A bill to ban texting and driving is still bouncing between the House and the Senate in the Florida Legislature.
Wednesday, the House passed an amended version of the bill and sent it to the Senate.
But the sponsor of the bill in the Senate is not sure she likes the amendment. Sen. Nancy Detert (R-Venice) is considering whether she should strip out the amendment and then send the bill back to the House.
The amendment would prohibit prosecutors from getting a driver's cell phone records unless the case involved an injury or death.
Now Sen. Detert is faced with a question: does that change make the bill meaningless?
She's not happy with the House.
"I'm surprised that they did that," she said. " I thought we sent them a very finely-tuned product and they decided there was a part they didn't like. So when it comes back over, we'll decide if we want to take it and have it done with and have a law, or if we want to strip the amendment off and send it back to the House."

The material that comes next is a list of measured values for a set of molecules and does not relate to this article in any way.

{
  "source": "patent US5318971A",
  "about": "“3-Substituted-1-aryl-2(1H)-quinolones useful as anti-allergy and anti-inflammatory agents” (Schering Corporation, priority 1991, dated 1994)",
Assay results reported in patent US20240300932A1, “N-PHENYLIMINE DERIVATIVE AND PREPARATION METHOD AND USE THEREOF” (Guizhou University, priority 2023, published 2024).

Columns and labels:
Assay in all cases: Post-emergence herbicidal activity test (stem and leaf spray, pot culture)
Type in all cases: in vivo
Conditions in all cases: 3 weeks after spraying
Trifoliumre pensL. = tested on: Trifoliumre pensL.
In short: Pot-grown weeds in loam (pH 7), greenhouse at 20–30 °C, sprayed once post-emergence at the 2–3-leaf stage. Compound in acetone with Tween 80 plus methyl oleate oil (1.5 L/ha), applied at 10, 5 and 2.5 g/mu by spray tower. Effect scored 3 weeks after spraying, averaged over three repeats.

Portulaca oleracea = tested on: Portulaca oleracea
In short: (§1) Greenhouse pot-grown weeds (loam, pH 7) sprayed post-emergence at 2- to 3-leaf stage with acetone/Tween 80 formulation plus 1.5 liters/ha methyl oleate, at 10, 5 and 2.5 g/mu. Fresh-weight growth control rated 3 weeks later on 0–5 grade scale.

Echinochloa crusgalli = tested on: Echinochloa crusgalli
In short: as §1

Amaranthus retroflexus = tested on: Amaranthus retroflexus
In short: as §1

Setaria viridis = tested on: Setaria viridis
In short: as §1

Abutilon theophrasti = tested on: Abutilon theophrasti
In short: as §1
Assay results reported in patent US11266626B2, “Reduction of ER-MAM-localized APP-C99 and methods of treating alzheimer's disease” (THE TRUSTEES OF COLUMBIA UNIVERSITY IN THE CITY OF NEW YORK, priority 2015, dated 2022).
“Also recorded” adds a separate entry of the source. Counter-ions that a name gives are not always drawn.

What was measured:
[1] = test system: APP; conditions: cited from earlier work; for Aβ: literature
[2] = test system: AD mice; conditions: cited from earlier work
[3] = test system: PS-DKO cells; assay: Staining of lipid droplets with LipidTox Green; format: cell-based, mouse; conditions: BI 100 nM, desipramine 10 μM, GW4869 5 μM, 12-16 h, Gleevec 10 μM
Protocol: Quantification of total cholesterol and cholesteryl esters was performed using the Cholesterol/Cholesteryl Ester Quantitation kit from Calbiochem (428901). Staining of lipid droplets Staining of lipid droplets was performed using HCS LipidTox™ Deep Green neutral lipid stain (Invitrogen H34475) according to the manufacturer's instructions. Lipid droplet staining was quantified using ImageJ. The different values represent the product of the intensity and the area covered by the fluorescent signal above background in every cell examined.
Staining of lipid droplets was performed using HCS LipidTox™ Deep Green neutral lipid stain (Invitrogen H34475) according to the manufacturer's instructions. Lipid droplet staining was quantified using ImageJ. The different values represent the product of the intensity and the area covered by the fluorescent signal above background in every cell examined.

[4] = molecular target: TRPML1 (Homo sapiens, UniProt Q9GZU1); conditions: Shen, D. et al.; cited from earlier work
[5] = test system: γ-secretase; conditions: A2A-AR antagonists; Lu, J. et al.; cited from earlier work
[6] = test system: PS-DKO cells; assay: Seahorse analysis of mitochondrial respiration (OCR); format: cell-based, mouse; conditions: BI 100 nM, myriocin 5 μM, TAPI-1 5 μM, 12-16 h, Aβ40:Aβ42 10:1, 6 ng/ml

"Even though we have three days left in session, in legislative terms that's a lifetime. I think the Senate will take the bill up and pass it. If they don't they'll amend it and send it back to us. We have plenty of time to get it to the governor so my hope is we get something done. It's been five years since this legislation has been filed. It's time that we get it passed, get it into law and save some lives," said Rep. Mike Fasano (R-New Port Richey).
Detert says she hopes the dispute can be resolved before the end of the legislative session on Friday.
The bill would make first violations a $30 fine plus court costs. Subsequent violations would cost $60 and add points to a person's driver's license.
Also, texting behind the wheel would be a secondary offense, so police could not pull drivers over for that violation. Officers could only write the ticket if they pulled someone over for another traffic offense.
FOX 13 / WTVT-TV
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